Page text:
Catholic Family Fun: A Guide for the Adventurous, Overwhelmed, Creative, or Clueless - Sarah A. Reinhard - ebook

Catholic Family Fun: A Guide for the Adventurous, Overwhelmed, Creative, or Clueless ebook

Sarah A. Reinhard



Looking for a way to bring your family together in faith and fun, but not sure where to start?
Discover how game night meets Catholicism in this guidebook of activities with strategies and suggestions for fun family engagement— with one another and with faith!
Adaptable ideas for storytelling, arts & crafts, meals, outdoor adventures, places to go... these are just some of the ways families can bond and deepen their faith, building a "domestic church" of their very own!

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A Guide for the Adventurous,Overwhelmed, Creative, or Clueless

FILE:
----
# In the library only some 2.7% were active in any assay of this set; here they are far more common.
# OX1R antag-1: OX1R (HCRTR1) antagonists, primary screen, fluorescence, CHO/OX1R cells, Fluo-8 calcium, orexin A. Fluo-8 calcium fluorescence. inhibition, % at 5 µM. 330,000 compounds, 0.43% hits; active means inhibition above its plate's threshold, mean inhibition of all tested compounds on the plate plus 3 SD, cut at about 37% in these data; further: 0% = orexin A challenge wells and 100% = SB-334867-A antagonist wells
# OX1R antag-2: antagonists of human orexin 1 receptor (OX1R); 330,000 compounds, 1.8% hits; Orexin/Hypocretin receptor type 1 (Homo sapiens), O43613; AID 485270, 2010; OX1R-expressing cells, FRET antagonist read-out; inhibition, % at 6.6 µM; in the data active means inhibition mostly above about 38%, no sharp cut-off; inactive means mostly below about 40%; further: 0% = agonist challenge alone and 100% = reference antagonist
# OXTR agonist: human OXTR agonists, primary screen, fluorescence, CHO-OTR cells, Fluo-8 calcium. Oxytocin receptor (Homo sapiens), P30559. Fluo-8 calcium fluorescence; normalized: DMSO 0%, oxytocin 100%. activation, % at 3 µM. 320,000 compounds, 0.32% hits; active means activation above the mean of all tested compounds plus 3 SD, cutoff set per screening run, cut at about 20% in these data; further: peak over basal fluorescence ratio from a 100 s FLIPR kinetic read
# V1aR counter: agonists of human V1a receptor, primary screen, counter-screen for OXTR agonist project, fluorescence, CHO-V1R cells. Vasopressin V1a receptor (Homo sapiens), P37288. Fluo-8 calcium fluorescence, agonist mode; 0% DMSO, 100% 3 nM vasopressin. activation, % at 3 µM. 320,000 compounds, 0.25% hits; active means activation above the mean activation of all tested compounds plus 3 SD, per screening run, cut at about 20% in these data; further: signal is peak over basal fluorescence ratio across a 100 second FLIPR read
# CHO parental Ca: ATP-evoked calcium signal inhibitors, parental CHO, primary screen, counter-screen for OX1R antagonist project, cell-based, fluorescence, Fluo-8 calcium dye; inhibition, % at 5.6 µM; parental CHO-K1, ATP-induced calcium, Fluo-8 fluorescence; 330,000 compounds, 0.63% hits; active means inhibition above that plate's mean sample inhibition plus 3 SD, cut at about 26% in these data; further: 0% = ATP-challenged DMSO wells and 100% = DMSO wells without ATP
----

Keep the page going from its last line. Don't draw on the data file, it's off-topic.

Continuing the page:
Sarah A. Reinhard

Foreword by Greg Willits

Library of Congress Cataloging-in-Publication Data

Reinhard, Sarah.  Catholic family fun : a guide for the adventurous, overwhelmed, creative, or clueless/ Sarah A. Reinhard.        p. cm.  ISBN-13: 978-0-8198-1604-7  ISBN-10: 0-8198-1604-3  1. Families--Religious life. 2. Christian life--Catholic authors. I. Title.  BX2351.R45 2012  248.4’82--dc23                                                            2011036158

Many manufacturers and sellers distinguish their products through the use of trademarks. Any trademarked designations that appear in this book are used in good faith but are not authorized by, associated with, or sponsored by the trademark owners.

Cover design by Rosana Usselmann

Cover art: